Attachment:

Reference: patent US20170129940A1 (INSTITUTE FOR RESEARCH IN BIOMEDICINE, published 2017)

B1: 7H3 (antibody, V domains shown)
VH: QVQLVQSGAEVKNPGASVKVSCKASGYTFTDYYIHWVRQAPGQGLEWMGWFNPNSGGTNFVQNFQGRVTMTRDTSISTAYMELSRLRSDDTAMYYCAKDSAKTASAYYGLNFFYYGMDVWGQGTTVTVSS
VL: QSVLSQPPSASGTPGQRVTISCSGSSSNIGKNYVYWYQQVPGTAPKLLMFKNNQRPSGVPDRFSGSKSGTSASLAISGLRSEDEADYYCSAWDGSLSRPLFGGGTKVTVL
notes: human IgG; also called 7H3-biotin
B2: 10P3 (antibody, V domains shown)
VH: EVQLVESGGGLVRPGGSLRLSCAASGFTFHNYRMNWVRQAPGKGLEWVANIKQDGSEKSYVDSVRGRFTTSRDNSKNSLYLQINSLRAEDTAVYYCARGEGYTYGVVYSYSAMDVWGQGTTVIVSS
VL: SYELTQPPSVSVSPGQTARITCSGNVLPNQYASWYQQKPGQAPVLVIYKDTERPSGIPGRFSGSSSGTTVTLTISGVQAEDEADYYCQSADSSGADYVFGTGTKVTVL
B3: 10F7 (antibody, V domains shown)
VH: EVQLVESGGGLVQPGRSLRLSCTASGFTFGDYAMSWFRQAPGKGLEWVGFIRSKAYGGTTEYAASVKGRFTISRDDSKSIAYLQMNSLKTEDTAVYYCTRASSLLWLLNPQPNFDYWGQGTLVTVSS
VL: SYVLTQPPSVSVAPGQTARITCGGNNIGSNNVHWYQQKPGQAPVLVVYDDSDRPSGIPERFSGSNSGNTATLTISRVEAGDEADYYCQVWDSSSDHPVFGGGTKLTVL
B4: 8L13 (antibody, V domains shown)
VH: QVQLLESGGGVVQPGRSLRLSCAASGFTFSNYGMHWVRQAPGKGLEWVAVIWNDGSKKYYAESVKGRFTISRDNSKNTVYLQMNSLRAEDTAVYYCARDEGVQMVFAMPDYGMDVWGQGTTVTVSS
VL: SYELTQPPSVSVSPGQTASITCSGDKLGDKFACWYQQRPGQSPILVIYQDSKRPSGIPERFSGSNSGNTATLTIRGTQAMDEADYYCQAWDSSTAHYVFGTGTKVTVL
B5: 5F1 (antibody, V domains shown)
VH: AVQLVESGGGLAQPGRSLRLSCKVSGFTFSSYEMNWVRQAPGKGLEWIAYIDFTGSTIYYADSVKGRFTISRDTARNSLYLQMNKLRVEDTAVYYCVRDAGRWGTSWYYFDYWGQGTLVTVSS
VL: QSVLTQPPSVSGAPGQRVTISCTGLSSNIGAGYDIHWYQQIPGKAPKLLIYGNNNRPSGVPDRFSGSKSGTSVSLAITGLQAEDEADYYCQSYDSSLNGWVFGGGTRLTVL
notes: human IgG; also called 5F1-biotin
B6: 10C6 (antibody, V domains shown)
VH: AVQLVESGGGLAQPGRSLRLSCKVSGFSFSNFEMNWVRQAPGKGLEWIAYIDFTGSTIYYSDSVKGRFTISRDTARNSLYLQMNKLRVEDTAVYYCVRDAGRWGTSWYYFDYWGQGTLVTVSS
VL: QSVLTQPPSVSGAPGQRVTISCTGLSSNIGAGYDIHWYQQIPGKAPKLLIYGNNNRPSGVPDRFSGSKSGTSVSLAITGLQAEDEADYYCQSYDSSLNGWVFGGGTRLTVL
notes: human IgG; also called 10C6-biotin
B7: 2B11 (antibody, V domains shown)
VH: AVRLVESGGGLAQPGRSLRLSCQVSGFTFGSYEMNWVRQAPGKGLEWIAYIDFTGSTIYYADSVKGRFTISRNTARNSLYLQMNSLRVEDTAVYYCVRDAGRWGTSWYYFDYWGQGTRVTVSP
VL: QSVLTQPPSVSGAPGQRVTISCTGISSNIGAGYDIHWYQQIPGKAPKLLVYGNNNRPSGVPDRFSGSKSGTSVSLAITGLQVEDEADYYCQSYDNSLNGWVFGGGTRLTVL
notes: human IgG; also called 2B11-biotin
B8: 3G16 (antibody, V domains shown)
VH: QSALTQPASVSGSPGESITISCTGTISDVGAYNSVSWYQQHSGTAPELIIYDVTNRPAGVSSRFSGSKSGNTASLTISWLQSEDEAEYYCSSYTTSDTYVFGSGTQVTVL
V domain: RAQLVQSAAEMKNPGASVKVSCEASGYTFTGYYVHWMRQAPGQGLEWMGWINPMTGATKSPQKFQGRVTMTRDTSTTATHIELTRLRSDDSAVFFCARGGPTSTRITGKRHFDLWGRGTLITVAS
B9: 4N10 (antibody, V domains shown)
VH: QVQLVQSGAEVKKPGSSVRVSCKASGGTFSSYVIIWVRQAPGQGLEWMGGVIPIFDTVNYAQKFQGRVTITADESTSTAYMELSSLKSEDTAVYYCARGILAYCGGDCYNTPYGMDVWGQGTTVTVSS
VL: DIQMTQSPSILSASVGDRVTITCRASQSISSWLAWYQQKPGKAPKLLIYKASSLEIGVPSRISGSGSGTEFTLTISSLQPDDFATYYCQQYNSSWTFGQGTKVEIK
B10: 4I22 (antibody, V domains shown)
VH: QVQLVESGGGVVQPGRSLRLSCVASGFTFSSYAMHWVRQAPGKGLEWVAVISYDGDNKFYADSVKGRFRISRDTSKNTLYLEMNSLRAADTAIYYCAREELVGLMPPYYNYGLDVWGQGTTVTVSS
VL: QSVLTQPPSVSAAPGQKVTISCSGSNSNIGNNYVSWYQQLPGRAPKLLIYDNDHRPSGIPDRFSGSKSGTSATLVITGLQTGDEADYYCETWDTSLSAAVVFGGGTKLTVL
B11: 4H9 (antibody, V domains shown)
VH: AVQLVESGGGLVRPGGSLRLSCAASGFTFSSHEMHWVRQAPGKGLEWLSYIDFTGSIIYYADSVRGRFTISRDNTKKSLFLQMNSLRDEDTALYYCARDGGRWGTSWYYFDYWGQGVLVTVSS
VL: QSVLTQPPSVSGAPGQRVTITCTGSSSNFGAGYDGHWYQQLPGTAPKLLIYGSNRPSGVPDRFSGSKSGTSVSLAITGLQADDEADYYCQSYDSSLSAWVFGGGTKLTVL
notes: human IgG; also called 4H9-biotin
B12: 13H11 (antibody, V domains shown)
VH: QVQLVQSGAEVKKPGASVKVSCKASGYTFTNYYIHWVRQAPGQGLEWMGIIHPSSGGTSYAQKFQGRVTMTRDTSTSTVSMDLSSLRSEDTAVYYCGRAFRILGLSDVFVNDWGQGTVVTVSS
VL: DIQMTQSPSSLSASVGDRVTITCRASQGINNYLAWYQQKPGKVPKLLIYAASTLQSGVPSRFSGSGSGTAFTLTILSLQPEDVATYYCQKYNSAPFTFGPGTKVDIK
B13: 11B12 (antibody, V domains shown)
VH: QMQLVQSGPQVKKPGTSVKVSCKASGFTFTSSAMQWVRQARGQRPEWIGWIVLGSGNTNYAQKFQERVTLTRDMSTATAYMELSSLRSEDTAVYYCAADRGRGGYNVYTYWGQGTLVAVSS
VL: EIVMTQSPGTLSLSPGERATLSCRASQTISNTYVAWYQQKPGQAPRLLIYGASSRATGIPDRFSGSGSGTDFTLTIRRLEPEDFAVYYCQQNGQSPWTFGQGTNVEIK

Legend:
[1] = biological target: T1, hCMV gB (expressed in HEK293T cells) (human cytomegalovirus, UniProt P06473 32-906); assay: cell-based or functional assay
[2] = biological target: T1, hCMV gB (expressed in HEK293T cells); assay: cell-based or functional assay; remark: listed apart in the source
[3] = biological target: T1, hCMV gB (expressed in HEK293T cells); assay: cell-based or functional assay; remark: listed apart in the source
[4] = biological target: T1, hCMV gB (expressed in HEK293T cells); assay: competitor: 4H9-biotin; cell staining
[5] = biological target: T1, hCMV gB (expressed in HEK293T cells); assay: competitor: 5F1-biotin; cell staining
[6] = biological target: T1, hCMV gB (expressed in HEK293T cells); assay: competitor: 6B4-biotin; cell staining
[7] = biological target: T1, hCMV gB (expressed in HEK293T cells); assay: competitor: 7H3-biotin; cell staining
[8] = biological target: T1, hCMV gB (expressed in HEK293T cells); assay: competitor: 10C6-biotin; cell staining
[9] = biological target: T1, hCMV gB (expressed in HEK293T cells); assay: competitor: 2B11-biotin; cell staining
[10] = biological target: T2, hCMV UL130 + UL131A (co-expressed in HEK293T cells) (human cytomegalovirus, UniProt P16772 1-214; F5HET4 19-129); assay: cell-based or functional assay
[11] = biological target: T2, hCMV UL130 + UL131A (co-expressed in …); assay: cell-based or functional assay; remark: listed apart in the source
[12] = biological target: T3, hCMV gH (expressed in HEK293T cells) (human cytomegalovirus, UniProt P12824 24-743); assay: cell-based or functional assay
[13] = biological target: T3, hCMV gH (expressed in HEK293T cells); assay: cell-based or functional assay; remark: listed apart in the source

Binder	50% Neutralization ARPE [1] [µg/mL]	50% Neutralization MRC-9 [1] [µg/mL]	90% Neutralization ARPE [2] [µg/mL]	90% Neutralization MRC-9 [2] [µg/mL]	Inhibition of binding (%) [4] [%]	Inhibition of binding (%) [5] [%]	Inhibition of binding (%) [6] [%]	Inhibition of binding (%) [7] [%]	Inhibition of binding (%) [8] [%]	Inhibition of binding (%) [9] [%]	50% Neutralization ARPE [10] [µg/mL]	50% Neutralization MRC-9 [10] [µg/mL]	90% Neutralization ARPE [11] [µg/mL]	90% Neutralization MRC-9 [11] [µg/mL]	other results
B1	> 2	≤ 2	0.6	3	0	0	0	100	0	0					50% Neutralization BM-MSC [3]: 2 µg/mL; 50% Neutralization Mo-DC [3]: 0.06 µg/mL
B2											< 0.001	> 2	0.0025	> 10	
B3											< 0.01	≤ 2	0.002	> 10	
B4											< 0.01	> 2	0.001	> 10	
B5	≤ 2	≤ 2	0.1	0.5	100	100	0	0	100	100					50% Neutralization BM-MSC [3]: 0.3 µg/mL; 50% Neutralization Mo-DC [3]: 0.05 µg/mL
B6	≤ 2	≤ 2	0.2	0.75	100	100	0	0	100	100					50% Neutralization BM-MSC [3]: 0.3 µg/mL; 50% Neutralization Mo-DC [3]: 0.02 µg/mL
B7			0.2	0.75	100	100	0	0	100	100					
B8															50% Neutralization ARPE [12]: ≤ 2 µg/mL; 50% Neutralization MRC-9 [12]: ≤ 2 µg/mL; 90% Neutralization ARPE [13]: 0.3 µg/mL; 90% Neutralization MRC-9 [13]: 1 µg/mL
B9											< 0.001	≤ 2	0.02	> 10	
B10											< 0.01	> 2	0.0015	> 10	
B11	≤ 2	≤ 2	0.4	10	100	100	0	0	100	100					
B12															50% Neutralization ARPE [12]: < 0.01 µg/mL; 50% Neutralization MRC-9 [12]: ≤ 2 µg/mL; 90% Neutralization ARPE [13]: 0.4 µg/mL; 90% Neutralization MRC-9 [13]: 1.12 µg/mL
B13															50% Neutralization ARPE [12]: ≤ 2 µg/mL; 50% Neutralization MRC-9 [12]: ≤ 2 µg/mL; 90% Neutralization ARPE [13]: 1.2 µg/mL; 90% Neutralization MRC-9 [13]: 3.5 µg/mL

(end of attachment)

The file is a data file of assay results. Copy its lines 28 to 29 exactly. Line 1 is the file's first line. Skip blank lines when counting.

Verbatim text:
VH: QSALTQPASVSGSPGESITISCTGTISDVGAYNSVSWYQQHSGTAPELIIYDVTNRPAGVSSRFSGSKSGNTASLTISWLQSEDEAEYYCSSYTTSDTYVFGSGTQVTVL
V domain: RAQLVQSAAEMKNPGASVKVSCEASGYTFTGYYVHWMRQAPGQGLEWMGWINPMTGATKSPQKFQGRVTMTRDTSTTATHIELTRLRSDDSAVFFCARGGPTSTRITGKRHFDLWGRGTLITVAS